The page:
Scheduling the Creativity Out of Life

Scheduling the Creativity Out of Life

 

I dread this time of year. I feel the summer running out and all of my good intentions to catch up on things going with it. The worst thing, though, is scheduling my students’ lessons for the fall semester. It seems that each year it gets tougher to accommodate their ever-increasing academic and extracurricular loads. I am amazed as I hear each of them list the dozen or so obligations they have, from after school tutoring to sports to dance to school functions.

And these are just the students in elementary school. Go to high school and you see juniors doing more college level classes in a semester than I did while actually in college! Between their parents, the school officials, and the general über-competitive mentality of our society today, they all feel that they must outdo everyone else or they will wind up working in fast food. A mother myself, I feel pressured to put my child in a top school but also into a plethora of enrichment classes—or else, I am told, my daughter’s little brain will never develop.

I remember when I was a kid. Yes, I had piano lessons, violin lessons, Girl Scouts, church. But these were activities I chose. I never had anything forced on me (well, church was). I also had a lot of free time. Time to play outside and bike and catch tadpoles. Time to go to movies, hang at the mall (yes, I did the mall). And because I had time to breathe, I had time to create. I had time to noodle on the piano and make up stuff. I had time to write stories. I had time to be imaginative and explore my interests without outside forces deciding what it was best to teach me to do. I had time to develop an inquisitive mind and other traits that helped me become a composer.

It seems so different with students today. Time and again I encounter students who, upon embarking on formal compositional studies, find themselves frozen, unable to write music. Somehow, in becoming the perfect student, they lost their ability to tap into their creativity, the very thing that brought them to composition. Thus, much of our first lessons are spent trying to foster in them the self-confidence to take chances, to think outside of the box, to explore in all areas of their lives, not just music.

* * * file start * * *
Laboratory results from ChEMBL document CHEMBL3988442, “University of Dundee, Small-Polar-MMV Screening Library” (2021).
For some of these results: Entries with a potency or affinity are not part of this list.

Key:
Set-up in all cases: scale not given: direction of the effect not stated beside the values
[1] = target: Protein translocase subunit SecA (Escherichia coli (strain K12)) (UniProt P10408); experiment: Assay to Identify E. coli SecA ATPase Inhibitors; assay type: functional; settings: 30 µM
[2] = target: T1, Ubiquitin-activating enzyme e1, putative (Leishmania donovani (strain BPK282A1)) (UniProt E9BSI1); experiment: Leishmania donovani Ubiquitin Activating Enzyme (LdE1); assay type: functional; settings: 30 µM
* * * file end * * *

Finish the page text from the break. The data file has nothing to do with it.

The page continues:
No wonder they cannot write, for composing takes time. Not just the pragmatic aspect of scheduling time, but time in the sense of allowing one’s mind to settle down and open itself to contemplation with no set agenda. One cannot squash that type of time in between volleyball and AP history. Indeed, I doubt if one can schedule that type of time at all. For, rather than quantity, it is a quality of time, a quality that encourages and allows a child’s mind to explore and flourish and think independently in all ways.

So, in our desire to give our students every opportunity to master every skill, are we starving them of the ability to be creative? Are we unknowingly raising a generation that cannot lead unless told what to lead, cannot do unless told what is to be done? How will they react when confronted with new art, new music? Will they be as excited as a child with new crayons, or will they shut down because nobody told them how to respond?

 

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